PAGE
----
New Medicaid changes could leave patients without coverage June 1

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Indiana patients are in jeopardy of losing their Medicaid coverage in just a matter of days.

Indiana is getting rid of a popular "spend down" program for those who make more than allowed. 13 Investigates shows you how some Indiana families desperate for coverage could fall between the cracks and wind up with limited or no insurance.

Christopher Ellington was the picture of health in 2005 when he was diagnosed with a rare nerve disease. The slightest touch to his face, even a kiss, caused excruciating pain. Brain surgeries and seizures followed for the former computer analyst.

Ellington is currently hospitalized due to gastroparesis. It causes aspiration to his lungs and chronic aspiration pneumonia and has led to respiratory failure twice.

"It's called the 'suicide disease.' It's one of the most painful conditions known to man. To relieve that pain, they had to decompress his brain," said Ellington's wife, Kathy.

She left her husband's hospital bedside to talk about a new pressing insurance dilemma. In just a matter of days, Chris will no longer get any Medicaid benefits.

He is among thousands across the state losing coverage when Indiana ends it's Medicaid "spend down" program June 1.

"There has got to be a different way, something that they can do for people that are like Chris who is currently in ICU on a ventilator right now and is going to need continued care," said his frustrated wife.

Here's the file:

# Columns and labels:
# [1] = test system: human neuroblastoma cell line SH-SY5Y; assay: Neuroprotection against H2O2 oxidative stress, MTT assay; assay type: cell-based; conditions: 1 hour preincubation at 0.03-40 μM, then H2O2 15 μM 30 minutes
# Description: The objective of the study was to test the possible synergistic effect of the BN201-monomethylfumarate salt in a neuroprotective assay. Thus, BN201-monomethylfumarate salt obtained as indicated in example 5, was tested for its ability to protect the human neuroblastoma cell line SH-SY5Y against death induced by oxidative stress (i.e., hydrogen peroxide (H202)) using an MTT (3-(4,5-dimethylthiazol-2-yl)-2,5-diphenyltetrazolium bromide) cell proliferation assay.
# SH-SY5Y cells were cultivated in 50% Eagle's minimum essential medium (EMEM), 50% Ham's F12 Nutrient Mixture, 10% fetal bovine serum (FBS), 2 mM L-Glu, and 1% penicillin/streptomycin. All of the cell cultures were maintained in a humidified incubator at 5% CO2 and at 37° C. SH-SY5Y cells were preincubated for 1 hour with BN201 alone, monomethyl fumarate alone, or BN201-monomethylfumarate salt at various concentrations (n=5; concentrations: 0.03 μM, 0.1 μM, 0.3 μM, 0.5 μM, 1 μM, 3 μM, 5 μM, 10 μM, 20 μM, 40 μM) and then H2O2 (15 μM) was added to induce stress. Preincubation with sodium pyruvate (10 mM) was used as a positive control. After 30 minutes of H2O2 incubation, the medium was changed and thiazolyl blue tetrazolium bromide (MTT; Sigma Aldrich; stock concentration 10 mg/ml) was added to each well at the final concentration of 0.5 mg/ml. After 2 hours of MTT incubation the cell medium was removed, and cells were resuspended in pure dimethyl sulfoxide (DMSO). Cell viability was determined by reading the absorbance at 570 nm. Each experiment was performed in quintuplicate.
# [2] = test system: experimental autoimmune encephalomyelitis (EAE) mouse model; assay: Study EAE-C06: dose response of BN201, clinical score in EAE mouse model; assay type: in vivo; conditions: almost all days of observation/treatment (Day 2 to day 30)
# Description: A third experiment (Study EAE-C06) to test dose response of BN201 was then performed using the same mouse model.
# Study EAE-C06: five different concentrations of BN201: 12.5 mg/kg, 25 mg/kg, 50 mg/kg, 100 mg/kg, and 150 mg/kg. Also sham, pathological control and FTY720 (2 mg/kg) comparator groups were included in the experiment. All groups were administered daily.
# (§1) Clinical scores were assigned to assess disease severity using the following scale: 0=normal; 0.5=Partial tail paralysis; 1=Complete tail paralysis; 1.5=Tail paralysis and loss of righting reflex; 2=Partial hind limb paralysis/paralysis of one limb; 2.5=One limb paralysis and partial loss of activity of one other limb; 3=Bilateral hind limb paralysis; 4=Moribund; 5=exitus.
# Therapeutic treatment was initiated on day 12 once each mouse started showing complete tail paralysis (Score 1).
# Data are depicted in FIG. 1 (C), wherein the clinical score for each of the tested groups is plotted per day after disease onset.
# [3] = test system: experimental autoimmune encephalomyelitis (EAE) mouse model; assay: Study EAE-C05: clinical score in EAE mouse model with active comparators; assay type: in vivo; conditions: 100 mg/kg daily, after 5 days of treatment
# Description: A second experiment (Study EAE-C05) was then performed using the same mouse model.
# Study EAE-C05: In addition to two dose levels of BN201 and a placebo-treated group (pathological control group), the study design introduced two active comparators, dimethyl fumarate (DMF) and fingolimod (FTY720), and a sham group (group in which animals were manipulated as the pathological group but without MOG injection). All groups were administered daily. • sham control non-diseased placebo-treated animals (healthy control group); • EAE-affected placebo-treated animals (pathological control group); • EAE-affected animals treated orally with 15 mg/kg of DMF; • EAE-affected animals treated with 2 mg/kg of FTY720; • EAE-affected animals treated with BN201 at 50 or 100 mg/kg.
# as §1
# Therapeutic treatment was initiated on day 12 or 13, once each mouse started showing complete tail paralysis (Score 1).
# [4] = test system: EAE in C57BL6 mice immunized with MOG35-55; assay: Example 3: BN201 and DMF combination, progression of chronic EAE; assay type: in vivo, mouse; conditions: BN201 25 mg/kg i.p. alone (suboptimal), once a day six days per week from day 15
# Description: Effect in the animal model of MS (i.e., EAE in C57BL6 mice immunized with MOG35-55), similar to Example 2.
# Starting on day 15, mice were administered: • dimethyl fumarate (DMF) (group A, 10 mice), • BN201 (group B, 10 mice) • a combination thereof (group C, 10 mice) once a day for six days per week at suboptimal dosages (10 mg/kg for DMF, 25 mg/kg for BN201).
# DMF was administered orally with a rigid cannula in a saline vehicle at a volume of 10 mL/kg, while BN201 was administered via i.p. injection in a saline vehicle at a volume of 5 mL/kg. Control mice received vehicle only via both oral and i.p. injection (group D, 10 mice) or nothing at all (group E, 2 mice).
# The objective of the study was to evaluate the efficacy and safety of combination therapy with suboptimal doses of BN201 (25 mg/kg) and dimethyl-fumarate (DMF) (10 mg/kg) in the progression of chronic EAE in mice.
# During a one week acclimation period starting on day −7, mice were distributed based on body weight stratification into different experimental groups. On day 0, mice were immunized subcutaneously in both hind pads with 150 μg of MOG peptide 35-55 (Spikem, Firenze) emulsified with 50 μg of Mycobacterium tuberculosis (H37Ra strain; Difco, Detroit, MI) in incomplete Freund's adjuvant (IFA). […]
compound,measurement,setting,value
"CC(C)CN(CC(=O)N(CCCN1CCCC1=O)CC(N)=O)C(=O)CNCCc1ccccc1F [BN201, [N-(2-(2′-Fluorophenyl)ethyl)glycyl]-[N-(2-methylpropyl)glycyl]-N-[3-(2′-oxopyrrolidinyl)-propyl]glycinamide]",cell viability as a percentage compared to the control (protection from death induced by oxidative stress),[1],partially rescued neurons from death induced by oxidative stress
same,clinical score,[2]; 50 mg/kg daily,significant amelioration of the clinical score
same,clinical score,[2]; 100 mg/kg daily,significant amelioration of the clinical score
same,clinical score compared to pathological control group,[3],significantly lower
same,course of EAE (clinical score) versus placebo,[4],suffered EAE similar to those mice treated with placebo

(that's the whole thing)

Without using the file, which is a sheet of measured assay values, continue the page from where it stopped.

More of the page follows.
Right now, the Ellingtons spend nearly $5,000 out of pocket each month before Medicaid coverage kicks in. It's not ideal, but better than nothing for a family struggling to keep the basics.

"There is no way to do this. There is no way to survive for us," said Mrs. Ellington, who vowed not to give up.

For years, Indiana was just one of a dozen states nationwide with a "spend down" program.

Last year, state lawmakers set a firm income eligibility limit. The idea was to streamline services and save $26 million by shifting patients into Medicare savings programs or into programs in the affordable healthcare marketplace.

"What I'm afraid we're going to see, and I hope we don't see, are the termination of benefits," said Claire Lewis, who advocates for the elderly.

She's helping at-risk seniors in nursing homes to set up new trusts to avoid losing their coverage.

Debra Minott, Indiana's Family and Social Services Secretary, says the state is concerned and has been working for months to reduce the impact.

"I do recognize that there will be a few cases where people that use the spend down program now will no longer have access to it and it's going to be a scary time for them," said Minott. "I do think that there will be a few of those cases that just pull at your heart strings."

Cases like Chris Ellington's, a husband and father fighting for survival until he's eligible new benefits from a medicare program next February.

"For our situation, I guess it's hoping he will make it until February. I just want to get him there," his wife said.

Kathy has made several attempts to get insurance through the marketplace, but has encountered problems in the system.

FSSA is reaching out to the family to see what assistance it can offer the Ellingtons. For seniors, the Indiana Chapter of National Academy of Elder Law Attorneys are offering help for those in nursing homes in need of securing their coverage.

Policy Actions to Prevent Loss of Coverage for Current Spend Down Beneficiaries

National Academy of Elder Law Attorneys